Nepal has long been a country of origin for labor migration and trafficking in persons, particularly women and children, for the purposes of sexual, labor and other forms of exploitation. Trafficking often takes place as part of undocumented migration and is a serious violation of human rights.

In the aftermath of the April and May 2015 earthquakes, Nepal faces a heightened risk of human trafficking and unsafe migration. Some of the districts most affected by the earthquakes are historically known for high rates of trafficking of women and children and may thus face elevated levels of human trafficking. Many of these districts also have higher than average rates of female external migration, as well as ones where large numbers of men have left for employment elsewhere, leaving behind female-headed households at economic and social disadvantage with limited protection.

The Government of Nepal has made a commitment to combat human trafficking with a comprehensive approach that includes policy reform, enforcement and programs that meet the practical needs of women at risk and provides alternatives to unsafe migration. However, despite policies, plans and programs in place to counter trafficking and promote safe migration, there is a lack of synergy at the operational level.

Zonta International has committed US$1,000,000 to UN Women to create sustainable foundations for addressing the nexus between human trafficking and foreign labor migration of women and girls in Nepal.

How Zonta helps

The project will focus on both prevention of and response to trafficking.

Zonta International’s contribution of US$1 million will help:

  • Address structural barriers, gender-based discrimination and stereotypical intergenerational socialization patterns in homes and communities.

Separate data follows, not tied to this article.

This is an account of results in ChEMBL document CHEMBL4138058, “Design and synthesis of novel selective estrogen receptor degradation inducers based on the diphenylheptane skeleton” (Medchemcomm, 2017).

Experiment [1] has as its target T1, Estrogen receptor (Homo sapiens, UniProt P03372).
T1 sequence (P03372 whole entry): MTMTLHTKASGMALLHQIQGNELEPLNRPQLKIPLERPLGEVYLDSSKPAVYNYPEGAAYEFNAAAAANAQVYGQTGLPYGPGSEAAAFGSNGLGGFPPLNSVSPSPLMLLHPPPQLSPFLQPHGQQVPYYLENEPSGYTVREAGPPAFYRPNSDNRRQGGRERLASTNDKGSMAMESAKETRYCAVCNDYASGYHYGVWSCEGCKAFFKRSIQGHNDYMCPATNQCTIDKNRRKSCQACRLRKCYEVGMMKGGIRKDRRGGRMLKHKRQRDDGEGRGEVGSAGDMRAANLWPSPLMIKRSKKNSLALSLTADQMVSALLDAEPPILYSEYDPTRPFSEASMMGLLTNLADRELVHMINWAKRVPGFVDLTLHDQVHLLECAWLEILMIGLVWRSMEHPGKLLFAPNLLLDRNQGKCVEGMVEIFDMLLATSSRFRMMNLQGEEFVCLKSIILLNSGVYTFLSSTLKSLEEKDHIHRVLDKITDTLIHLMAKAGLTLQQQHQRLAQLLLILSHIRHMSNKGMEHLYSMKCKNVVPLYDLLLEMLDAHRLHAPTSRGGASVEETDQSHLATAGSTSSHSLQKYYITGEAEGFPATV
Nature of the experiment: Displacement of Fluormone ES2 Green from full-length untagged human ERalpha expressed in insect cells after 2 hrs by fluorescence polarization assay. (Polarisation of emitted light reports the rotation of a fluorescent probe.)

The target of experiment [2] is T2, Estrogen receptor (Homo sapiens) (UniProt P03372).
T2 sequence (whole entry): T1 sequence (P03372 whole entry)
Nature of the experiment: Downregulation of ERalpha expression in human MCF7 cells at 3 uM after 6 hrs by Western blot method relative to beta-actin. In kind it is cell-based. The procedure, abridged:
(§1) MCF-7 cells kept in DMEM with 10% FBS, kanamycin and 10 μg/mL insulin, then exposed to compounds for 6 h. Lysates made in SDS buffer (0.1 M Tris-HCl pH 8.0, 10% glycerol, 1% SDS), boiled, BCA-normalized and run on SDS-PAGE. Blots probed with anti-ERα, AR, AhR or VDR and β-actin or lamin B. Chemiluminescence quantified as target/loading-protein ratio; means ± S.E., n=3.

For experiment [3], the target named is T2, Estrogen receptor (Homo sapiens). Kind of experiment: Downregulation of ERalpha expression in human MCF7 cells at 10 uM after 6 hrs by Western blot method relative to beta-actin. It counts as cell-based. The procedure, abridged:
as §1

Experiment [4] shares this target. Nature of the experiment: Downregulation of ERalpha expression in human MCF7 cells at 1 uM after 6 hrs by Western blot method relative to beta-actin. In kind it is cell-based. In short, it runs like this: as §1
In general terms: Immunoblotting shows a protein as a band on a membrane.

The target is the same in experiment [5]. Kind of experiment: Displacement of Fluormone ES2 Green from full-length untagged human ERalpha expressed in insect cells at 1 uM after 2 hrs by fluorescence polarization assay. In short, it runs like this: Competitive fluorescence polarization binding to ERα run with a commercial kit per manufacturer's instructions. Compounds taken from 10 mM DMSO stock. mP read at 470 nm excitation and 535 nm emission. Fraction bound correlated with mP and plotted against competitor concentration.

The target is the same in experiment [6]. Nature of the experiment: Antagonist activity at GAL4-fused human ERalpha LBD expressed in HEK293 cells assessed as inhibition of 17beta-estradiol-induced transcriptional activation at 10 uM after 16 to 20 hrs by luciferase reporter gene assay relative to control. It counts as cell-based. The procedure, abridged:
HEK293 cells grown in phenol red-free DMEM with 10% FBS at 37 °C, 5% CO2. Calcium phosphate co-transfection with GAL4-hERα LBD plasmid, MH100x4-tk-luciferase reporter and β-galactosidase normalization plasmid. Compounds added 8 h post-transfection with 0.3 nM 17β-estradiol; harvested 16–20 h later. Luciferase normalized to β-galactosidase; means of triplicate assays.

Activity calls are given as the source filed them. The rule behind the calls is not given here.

• Strengthen individual competencies of women migrant workers and survivors of trafficking to become independent economic actors using vocational training and public private partnerships.
  • Enhance coherence/synergy between institutions and policies on the issues of foreign employment and human trafficking.
  • Enhance evidence base through mapping of underlying risk factors for women in the selected districts.
  • Engage in public awareness campaigns to challenge gender-based discriminations, mobilizing partners, young people, community leaders and transport sector personnel.
  • Leverage partnerships to strengthen information dissemination on reconstruction and livelihoods post-earthquakes.
  • Enhance technical skills, including financial literacy, of trafficking survivors and returnee women migrant workers for job placement and/or entrepreneurship development.
  • Review corporate social responsibility policies and practices of corporations and advocate for the Women’s Empowerment Principles to promote women’s economic empowerment.
  • Build pool of trainers to provide quality psychosocial counseling services in select districts.
  • Strengthen coherence in national policies on labor migration and anti-trafficking.
  • Strengthen understanding of relevant senior government officials on the convergence of the issues of foreign employment and human trafficking.
  • Enhance understanding of local authorities and camp coordinators in the earthquake-affected districts on the nexus of human trafficking and foreign employment.




Zonta International and UN Women create sustainable foundations and addresses human trafficking and labor migration in Nepal. Read about the progress made in the Future We Want project in the April 2017 update.

Read an update on the project Zonta is partnering with UN Women on in Nepal to learn about the progress that has been made so far and the next steps.